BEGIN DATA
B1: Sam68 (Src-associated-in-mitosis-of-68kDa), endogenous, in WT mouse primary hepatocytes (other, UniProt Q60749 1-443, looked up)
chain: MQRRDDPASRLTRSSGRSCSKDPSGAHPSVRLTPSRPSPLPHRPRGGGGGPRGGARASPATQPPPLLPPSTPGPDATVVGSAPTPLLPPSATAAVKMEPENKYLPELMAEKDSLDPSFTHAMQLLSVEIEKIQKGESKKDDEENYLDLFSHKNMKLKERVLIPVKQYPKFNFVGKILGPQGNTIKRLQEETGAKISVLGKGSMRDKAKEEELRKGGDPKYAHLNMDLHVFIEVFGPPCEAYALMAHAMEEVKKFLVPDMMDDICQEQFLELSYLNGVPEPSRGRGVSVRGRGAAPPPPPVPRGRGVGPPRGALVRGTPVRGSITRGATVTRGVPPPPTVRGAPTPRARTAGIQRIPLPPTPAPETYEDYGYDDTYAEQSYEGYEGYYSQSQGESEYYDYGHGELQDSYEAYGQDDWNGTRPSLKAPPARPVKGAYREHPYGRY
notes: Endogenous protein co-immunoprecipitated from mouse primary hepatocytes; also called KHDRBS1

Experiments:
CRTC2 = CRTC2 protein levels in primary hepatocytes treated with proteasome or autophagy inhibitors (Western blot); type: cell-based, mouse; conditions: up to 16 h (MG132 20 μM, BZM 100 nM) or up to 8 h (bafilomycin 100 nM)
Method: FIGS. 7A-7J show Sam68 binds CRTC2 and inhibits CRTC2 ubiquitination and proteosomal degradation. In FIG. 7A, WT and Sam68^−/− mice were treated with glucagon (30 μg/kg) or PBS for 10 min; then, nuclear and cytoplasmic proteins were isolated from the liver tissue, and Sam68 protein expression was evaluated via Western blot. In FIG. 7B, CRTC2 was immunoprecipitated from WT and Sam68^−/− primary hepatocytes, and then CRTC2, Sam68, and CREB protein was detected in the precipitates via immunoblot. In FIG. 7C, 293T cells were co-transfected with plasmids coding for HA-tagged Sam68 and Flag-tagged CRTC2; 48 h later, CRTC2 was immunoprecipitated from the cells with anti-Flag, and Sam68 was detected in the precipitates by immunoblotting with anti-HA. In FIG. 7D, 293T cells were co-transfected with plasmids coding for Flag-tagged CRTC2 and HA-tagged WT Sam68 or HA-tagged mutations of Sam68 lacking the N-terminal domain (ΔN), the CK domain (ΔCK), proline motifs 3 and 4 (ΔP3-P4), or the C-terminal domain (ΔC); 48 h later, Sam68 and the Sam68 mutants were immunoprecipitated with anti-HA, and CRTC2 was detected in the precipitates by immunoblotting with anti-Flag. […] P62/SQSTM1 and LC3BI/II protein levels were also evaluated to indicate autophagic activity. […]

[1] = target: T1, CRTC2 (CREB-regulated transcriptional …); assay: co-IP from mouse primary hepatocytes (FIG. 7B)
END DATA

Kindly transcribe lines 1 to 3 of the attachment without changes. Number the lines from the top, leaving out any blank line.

B1: Sam68 (Src-associated-in-mitosis-of-68kDa), endogenous, in WT mouse primary hepatocytes (other, UniProt Q60749 1-443, looked up)
chain: MQRRDDPASRLTRSSGRSCSKDPSGAHPSVRLTPSRPSPLPHRPRGGGGGPRGGARASPATQPPPLLPPSTPGPDATVVGSAPTPLLPPSATAAVKMEPENKYLPELMAEKDSLDPSFTHAMQLLSVEIEKIQKGESKKDDEENYLDLFSHKNMKLKERVLIPVKQYPKFNFVGKILGPQGNTIKRLQEETGAKISVLGKGSMRDKAKEEELRKGGDPKYAHLNMDLHVFIEVFGPPCEAYALMAHAMEEVKKFLVPDMMDDICQEQFLELSYLNGVPEPSRGRGVSVRGRGAAPPPPPVPRGRGVGPPRGALVRGTPVRGSITRGATVTRGVPPPPTVRGAPTPRARTAGIQRIPLPPTPAPETYEDYGYDDTYAEQSYEGYEGYYSQSQGESEYYDYGHGELQDSYEAYGQDDWNGTRPSLKAPPARPVKGAYREHPYGRY
notes: Endogenous protein co-immunoprecipitated from mouse primary hepatocytes; also called KHDRBS1